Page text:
Noble Wolverine

The wolverine, also referred to as glutton, carcajou, skunk bear, or quickhatch, is the largest land-dwelling species of the weasel family. It is a stocky and muscular carnivore, more closely resembling a small bear than other weasels. The wolverine has a reputation for ferocity and strength out of proportion to its size, with the documented ability to kill prey many times larger than itself. The wolverine can be found primarily in remote reaches of the Northern boreal forests and subarctic and alpine tundra of the Northern Hemisphere.

The wolverine is about the size of a medium dog and resembles a small bear. It has a broad, sturdy body, short legs, and feet armed with heavy, curving claws. Wolverines grow 3 to 3 1/2 feet (0.9 to 1 m) long and weigh 35 to 60 pounds (16 to 27 kg). Shoulder height is reported from 12 to 18 in (30 to 45 cm). The males are as much as 30% larger than the females and can be twice the females' weight. They are blackish-brown with broad bands of light brown fur extending from the shoulder to the base of the tail. Wolverines have thick, dark, oily fur which is highly hydrophobic, making it resistant to frost. This has led to its traditional popularity among hunters and trappers as a lining in jackets and parkas in Arctic conditions. A light-silvery facial mask is distinct in some individuals, and a pale buff stripe runs laterally from the shoulders along the side and crossing the rump just above a 25–35 cm (9.8–14 in) bushy tail. Some individuals display prominent white hair patches on their throats or chests.

Armed with powerful jaws, sharp claws, and a thick hide, wolverines, like most members of the weasel family, are remarkably strong for their size. They may defend kills against larger or more numerous predators such as wolves or bears. Prey mainly consists of small to large-sized mammals, but the wolverine has been recorded killing prey such as adult deer that are many times larger than itself. Smaller predators are occasionally preyed on. Wolverines often pursue live prey that are relatively easy to obtain, including animals caught in traps, newborn mammals, and deer (including adult moose and elk) when they are weakened by winter or immobilized by heavy snow. Their diets are sometimes supplemented by birds' eggs, birds (especially geese), roots, seeds, insect larvae, and berries. A majority of the wolverine's sustenance is derived from carrion, on which they depend almost exclusively in winter and early spring. Wolverines may find carrion themselves, feed on it after the predator is done feeding (especially wolf packs) or simply take it from another predator. Whether eating live prey or carrion, the wolverine's feeding style appears voracious, leading to the nickname of "glutton". However, this feeding style is believed to be an adaptation to food that is scarcely encountered, especially in the winter.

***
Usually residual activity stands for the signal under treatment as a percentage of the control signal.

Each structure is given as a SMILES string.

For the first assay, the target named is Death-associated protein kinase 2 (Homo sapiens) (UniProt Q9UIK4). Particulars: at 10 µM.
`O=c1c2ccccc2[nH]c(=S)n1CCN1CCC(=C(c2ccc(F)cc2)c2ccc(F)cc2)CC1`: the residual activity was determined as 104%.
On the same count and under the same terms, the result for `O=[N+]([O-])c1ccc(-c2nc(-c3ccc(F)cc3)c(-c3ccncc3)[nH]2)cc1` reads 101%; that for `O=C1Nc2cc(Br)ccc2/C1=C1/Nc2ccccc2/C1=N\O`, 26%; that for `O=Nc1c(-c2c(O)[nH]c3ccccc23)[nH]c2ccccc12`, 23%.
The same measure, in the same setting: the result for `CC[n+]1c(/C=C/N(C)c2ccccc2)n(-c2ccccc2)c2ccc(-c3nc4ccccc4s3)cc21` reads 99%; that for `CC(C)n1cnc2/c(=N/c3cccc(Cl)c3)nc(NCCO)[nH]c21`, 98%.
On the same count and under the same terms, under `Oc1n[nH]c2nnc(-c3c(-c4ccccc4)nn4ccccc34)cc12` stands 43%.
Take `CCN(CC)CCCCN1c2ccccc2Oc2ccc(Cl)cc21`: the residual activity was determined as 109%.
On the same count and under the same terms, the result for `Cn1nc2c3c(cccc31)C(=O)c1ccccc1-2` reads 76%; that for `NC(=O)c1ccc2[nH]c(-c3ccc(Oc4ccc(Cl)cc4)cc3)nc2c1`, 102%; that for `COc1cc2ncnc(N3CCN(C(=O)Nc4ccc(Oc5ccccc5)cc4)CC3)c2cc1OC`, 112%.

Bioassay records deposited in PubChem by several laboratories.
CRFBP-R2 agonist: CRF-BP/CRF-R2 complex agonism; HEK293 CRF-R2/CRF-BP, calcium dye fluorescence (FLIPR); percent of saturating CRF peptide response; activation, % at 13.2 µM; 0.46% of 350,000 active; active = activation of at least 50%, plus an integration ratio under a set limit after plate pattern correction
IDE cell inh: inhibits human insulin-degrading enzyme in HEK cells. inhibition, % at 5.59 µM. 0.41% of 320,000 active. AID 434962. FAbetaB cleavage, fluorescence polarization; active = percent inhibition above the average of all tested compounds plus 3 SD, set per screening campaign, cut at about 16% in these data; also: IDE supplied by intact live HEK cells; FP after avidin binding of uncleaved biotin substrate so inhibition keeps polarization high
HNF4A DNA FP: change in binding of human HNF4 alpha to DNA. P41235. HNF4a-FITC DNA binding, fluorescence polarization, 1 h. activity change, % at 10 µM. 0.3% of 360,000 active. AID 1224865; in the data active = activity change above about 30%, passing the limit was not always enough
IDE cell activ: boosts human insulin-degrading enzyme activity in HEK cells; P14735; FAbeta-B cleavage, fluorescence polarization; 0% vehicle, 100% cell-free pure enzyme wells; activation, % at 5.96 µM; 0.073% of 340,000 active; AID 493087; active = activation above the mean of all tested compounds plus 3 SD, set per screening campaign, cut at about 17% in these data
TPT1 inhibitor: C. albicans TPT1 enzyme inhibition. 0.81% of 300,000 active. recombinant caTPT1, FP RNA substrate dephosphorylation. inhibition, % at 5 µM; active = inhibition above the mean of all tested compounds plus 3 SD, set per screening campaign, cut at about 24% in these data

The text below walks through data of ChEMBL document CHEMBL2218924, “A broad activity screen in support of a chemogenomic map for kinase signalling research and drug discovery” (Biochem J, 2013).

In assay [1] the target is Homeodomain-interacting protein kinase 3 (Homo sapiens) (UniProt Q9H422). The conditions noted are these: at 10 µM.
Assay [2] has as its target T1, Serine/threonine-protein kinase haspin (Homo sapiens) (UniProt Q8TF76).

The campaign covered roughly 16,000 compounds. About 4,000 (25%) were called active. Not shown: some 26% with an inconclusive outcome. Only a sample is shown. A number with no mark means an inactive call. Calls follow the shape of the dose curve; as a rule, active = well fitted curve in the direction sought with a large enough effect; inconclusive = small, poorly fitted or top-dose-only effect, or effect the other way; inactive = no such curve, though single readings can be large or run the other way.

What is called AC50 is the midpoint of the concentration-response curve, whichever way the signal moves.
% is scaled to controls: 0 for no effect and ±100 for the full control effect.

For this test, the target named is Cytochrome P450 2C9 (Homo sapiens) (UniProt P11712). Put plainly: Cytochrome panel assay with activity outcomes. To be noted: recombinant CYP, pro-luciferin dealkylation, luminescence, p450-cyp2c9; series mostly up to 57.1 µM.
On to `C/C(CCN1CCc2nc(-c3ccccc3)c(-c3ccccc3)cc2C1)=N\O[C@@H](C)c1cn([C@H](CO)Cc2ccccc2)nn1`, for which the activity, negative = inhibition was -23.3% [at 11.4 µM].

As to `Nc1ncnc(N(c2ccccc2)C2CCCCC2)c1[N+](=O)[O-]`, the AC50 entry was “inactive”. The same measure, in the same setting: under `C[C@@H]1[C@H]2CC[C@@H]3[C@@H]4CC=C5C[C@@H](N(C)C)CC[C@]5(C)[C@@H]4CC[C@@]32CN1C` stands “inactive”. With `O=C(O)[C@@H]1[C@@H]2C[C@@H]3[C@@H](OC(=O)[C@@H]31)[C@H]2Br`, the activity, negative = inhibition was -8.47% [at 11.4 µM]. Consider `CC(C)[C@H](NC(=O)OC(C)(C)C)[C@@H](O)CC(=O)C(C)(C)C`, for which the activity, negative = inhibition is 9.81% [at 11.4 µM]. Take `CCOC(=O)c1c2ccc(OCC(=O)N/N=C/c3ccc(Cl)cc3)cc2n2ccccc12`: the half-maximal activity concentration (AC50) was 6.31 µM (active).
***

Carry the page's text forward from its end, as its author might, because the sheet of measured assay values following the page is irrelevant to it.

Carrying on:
Wolverines exhibit a low population density and require a very large home range. The range of a male wolverine can be more than 240 mi2 (620 km2), encompassing the ranges of several females which have smaller home ranges of roughly 50–100 mi2 (130–260 km2). Adult wolverines try for the most part to keep non-overlapping ranges with adults of the same sex. Individual wolverines can range hundreds of miles in a few months. Female wolverines burrow into snow in mid-winter to create a den, which is used until weaning in early spring. Areas inhabited nonseasonally by wolverines are thus restricted to zones with late-spring snowmelts.

Successful males will form lifetime relationships with two or three females, which they will visit occasionally, while other males are left without a mate. Mating season is in the summer, but the actual implantation of the embryo (blastocyst) in the uterus is stayed until early winter, delaying the development of the fetus. Females will often not produce young if food is scarce. The wolverine gestation period is 30–50 days. Litters of typically two or three young ("kits") are born in the spring. Kits develop rapidly, reaching adult size within the first year of a lifespan that may reach anywhere from five to (in exceptional individuals) 13 years. Fathers make visits to their offspring until they are weaned at 10 weeks of age; also, once the young are about six months old, some reconnect with their fathers and travel together for a time.

Species Descriptions

Described by some humans as “100 pounds of mean in a 50 pound bag,” noble wolverines are the very embodiment of unchecked rage. Their ferocity serves them well; predators several times their size would rather face a gang of armed men than a mother noble wolverine protecting her young. Quick to anger and slow to forgive, noble wolverines nonetheless have a high regard for creatures able to keep their rage in check.

Noble Wolverine Species Traits
  • Ability Score Modifiers: +2 Dexterity, +2 Constitution, -2 Intelligence, +2 Wisdom.
  • Size: Small.
  • Size Threshold: 3rd Hit Die.
  • Base Speed: 30 ft., Burrowing: 10 ft., Climb: 10 ft.
  • Natural Weapons: 2 claws (1d3), 1 bite (1d4).
  • Senses: Low-light vision (Ex), scent (Ex).
  • Natural Talent Track: Skill Focus (Perception), Toughness.
  • Skills: +8 racial bonus to Climb checks. Noble wolverines can always take 10 on Climb checks, even if rushed or threatened.
  • Family: Mammal.
  • Noble Animal Type: Noble wolverines have the noble animal type except where superseded by other species traits and features.
  • Social Group: None.
  • Automatic Languages: High Fauna and Woodland.
  • Bonus Languages: Bat, Camel, Canine, Common, Crocodilian, Elephant, Equine, Feline, Herdspeak, Hyena, Lizard, Monitor, Raptor, Rodent, Serpent, Simian, Songbird, and Ursine.

Racial Feats

The following feats are available to a noble wolverine character who meets the prerequisites.

  • Linked Feat